Ray Charles Robinson (September 23, 1930 – June 10, 2004), known professionally as Ray Charles, was an American singer-songwriter, musician, and composer. Among friends and fellow musicians, he preferred being called "Brother Ray." He was often referred to as "The Genius." Charles was blind from the age of seven.
He pioneered the genre of soul music during the 1950s by combining blues, rhythm and blues, and gospel styles into the music he recorded for Atlantic Records. He also contributed to the integration of country music, rhythm and blues and pop music during the 1960s with his crossover success on ABC Records, most notably with his two Modern Sounds albums. While he was with ABC, Charles became one of the first black musicians to be granted artistic control by a mainstream record company.
Charles cited Nat King Cole as a primary influence, but his music was also influenced by country, jazz, blues, and rhythm and blues artists of the day, including Louis Jordan and Charles Brown. In the late forties, he became friends with Quincy Jones. Their friendship lasted until the end of Charles's life.
Frank Sinatra called him "the only true genius in show business," although Charles downplayed this notion.
In 2002, Rolling Stone ranked Charles number ten on its list of the "100 Greatest Artists of All Time," and number two on their November 2008 list of the "100 Greatest Singers of All Time." Billy Joel observed, "This may sound like sacrilege, but I think Ray Charles was more important than Elvis Presley".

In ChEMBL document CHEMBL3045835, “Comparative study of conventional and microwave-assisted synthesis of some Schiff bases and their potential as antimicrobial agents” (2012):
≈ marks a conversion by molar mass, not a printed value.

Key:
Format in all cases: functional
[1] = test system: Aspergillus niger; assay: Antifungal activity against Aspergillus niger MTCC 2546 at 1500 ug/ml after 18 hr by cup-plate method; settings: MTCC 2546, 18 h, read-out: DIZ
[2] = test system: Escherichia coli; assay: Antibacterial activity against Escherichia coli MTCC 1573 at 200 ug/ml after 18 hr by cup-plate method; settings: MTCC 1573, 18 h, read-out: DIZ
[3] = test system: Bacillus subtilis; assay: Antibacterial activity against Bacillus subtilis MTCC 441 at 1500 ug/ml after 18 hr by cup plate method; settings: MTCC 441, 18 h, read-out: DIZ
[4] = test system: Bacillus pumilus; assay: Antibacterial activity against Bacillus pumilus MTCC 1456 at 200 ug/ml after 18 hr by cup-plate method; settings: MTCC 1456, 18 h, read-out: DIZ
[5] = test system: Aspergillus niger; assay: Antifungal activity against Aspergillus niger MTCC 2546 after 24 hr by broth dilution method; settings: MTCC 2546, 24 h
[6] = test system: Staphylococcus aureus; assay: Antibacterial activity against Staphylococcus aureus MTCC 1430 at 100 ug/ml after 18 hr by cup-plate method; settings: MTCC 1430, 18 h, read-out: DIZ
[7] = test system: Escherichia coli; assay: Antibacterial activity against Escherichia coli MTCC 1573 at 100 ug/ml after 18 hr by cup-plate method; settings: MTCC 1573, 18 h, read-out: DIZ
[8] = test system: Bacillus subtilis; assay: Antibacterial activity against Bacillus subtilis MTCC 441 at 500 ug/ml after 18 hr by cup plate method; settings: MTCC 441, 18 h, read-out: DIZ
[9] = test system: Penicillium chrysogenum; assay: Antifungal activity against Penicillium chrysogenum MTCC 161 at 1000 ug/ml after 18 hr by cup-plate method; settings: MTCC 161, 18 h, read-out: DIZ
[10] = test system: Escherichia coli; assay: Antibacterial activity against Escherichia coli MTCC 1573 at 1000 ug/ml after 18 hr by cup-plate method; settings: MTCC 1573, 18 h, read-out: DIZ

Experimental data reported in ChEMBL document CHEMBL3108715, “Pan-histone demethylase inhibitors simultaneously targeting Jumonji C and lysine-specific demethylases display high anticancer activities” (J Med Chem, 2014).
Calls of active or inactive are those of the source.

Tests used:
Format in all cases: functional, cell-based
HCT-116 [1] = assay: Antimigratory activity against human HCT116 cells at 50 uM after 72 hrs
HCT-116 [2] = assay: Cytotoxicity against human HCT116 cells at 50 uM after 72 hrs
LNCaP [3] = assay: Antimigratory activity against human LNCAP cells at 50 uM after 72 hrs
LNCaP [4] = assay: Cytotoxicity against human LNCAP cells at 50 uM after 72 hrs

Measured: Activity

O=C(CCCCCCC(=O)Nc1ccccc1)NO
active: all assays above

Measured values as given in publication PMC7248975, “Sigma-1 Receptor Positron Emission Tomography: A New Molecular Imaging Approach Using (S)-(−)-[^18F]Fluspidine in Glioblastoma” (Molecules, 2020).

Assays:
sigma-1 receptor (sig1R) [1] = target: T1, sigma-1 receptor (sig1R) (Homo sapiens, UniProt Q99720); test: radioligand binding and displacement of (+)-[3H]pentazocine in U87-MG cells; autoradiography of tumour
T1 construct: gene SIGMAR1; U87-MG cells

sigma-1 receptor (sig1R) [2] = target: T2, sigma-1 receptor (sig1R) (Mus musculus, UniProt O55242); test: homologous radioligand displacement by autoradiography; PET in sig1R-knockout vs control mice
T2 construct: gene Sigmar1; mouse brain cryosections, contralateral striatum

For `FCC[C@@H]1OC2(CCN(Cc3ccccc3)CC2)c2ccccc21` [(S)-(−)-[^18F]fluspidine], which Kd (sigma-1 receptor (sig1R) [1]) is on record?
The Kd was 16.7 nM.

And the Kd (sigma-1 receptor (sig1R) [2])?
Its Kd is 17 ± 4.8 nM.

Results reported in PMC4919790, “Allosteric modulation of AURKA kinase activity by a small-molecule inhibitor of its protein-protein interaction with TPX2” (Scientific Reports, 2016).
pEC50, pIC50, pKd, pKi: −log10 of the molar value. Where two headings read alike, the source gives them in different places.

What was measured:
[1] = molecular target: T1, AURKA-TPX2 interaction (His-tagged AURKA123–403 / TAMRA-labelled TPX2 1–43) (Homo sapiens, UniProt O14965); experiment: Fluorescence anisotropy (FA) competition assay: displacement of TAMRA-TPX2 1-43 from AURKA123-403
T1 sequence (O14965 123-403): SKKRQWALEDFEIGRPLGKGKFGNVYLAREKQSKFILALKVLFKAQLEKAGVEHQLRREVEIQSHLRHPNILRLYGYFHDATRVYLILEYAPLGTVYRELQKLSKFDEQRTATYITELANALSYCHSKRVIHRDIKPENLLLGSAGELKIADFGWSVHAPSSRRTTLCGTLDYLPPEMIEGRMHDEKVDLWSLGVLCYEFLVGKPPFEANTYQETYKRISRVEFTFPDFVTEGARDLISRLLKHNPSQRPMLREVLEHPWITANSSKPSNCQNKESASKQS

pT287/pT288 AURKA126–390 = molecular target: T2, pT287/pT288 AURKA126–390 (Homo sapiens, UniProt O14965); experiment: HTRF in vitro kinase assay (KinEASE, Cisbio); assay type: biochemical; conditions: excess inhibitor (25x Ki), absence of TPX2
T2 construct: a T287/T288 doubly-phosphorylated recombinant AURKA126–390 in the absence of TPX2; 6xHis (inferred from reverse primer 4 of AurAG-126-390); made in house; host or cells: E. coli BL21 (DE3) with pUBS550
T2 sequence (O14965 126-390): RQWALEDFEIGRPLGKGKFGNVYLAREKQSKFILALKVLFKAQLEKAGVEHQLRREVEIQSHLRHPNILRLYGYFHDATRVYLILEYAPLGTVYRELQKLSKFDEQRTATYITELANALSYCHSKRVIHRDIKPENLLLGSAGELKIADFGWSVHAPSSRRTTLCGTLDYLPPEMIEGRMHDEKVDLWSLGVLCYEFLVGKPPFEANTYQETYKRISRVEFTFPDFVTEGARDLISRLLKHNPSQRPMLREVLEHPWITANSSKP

His style and success in the genres of rhythm and blues and jazz had an influence on a number of highly successful artists, including Elvis Presley, Aretha Franklin, Stevie Wonder, Van Morrison, Billy Joel, and Steve Winwood. According to Joe Levy, a music editor for Rolling Stone, "The hit records he made for Atlantic in the mid-50's mapped out everything that would happen to rock 'n' roll and soul music in the years that followed". Charles was also an inspiration to Pink Floyd member Roger Waters, who told the Turkish newspaper Hurriyet: "I was about 15. In the middle of the night with friends, we were listening to jazz. It was "Georgia on My Mind", Ray Charles's version. Then I thought 'One day, if I make some people feel only one-twentieth of what I am feeling now, it will be quite enough for me.'"